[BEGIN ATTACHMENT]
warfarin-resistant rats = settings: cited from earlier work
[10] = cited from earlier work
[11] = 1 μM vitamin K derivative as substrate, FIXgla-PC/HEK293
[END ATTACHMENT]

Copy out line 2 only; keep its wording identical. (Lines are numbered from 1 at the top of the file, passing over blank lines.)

[10] = cited from earlier work